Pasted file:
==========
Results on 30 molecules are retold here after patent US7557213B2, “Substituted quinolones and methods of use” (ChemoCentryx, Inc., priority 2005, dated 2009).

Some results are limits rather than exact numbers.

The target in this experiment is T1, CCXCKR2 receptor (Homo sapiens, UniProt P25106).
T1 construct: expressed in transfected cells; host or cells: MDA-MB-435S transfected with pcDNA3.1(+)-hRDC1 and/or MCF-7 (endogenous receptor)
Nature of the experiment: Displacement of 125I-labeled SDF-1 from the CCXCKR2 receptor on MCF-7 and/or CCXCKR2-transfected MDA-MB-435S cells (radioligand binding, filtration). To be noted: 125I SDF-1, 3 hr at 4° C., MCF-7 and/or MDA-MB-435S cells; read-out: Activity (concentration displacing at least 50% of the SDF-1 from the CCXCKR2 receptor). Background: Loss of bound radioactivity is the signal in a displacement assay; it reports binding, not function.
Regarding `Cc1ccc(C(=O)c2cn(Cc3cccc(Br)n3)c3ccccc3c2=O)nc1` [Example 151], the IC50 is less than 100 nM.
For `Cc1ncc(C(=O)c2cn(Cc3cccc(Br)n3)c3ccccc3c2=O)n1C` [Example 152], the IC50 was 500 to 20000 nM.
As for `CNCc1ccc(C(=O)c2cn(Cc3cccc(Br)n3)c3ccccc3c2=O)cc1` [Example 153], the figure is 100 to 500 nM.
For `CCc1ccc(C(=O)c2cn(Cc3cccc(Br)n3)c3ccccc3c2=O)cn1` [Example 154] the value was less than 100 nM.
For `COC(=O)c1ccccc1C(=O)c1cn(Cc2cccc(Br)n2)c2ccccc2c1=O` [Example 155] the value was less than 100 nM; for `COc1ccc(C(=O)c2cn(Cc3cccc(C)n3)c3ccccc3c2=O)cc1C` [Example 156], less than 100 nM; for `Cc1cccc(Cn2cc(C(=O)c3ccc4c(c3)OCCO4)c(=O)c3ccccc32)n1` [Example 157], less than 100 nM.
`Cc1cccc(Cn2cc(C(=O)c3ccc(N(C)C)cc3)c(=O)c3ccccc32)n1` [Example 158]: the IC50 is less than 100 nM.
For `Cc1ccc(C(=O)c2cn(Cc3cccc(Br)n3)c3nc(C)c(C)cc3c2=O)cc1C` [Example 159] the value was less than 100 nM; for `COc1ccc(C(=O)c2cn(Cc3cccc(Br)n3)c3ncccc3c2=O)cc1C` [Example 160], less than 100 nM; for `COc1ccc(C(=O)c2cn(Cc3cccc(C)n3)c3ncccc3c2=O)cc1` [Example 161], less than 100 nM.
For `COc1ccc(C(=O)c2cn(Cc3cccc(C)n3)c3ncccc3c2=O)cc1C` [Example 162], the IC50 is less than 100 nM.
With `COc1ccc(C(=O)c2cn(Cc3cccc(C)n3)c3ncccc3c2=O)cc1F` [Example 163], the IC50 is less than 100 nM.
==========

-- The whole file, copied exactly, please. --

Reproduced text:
Results on 30 molecules are retold here after patent US7557213B2, “Substituted quinolones and methods of use” (ChemoCentryx, Inc., priority 2005, dated 2009).

Some results are limits rather than exact numbers.

The target in this experiment is T1, CCXCKR2 receptor (Homo sapiens, UniProt P25106).
T1 construct: expressed in transfected cells; host or cells: MDA-MB-435S transfected with pcDNA3.1(+)-hRDC1 and/or MCF-7 (endogenous receptor)
Nature of the experiment: Displacement of 125I-labeled SDF-1 from the CCXCKR2 receptor on MCF-7 and/or CCXCKR2-transfected MDA-MB-435S cells (radioligand binding, filtration). To be noted: 125I SDF-1, 3 hr at 4° C., MCF-7 and/or MDA-MB-435S cells; read-out: Activity (concentration displacing at least 50% of the SDF-1 from the CCXCKR2 receptor). Background: Loss of bound radioactivity is the signal in a displacement assay; it reports binding, not function.
Regarding `Cc1ccc(C(=O)c2cn(Cc3cccc(Br)n3)c3ccccc3c2=O)nc1` [Example 151], the IC50 is less than 100 nM.
For `Cc1ncc(C(=O)c2cn(Cc3cccc(Br)n3)c3ccccc3c2=O)n1C` [Example 152], the IC50 was 500 to 20000 nM.
As for `CNCc1ccc(C(=O)c2cn(Cc3cccc(Br)n3)c3ccccc3c2=O)cc1` [Example 153], the figure is 100 to 500 nM.
For `CCc1ccc(C(=O)c2cn(Cc3cccc(Br)n3)c3ccccc3c2=O)cn1` [Example 154] the value was less than 100 nM.
For `COC(=O)c1ccccc1C(=O)c1cn(Cc2cccc(Br)n2)c2ccccc2c1=O` [Example 155] the value was less than 100 nM; for `COc1ccc(C(=O)c2cn(Cc3cccc(C)n3)c3ccccc3c2=O)cc1C` [Example 156], less than 100 nM; for `Cc1cccc(Cn2cc(C(=O)c3ccc4c(c3)OCCO4)c(=O)c3ccccc32)n1` [Example 157], less than 100 nM.
`Cc1cccc(Cn2cc(C(=O)c3ccc(N(C)C)cc3)c(=O)c3ccccc32)n1` [Example 158]: the IC50 is less than 100 nM.
For `Cc1ccc(C(=O)c2cn(Cc3cccc(Br)n3)c3nc(C)c(C)cc3c2=O)cc1C` [Example 159] the value was less than 100 nM; for `COc1ccc(C(=O)c2cn(Cc3cccc(Br)n3)c3ncccc3c2=O)cc1C` [Example 160], less than 100 nM; for `COc1ccc(C(=O)c2cn(Cc3cccc(C)n3)c3ncccc3c2=O)cc1` [Example 161], less than 100 nM.
For `COc1ccc(C(=O)c2cn(Cc3cccc(C)n3)c3ncccc3c2=O)cc1C` [Example 162], the IC50 is less than 100 nM.
With `COc1ccc(C(=O)c2cn(Cc3cccc(C)n3)c3ncccc3c2=O)cc1F` [Example 163], the IC50 is less than 100 nM.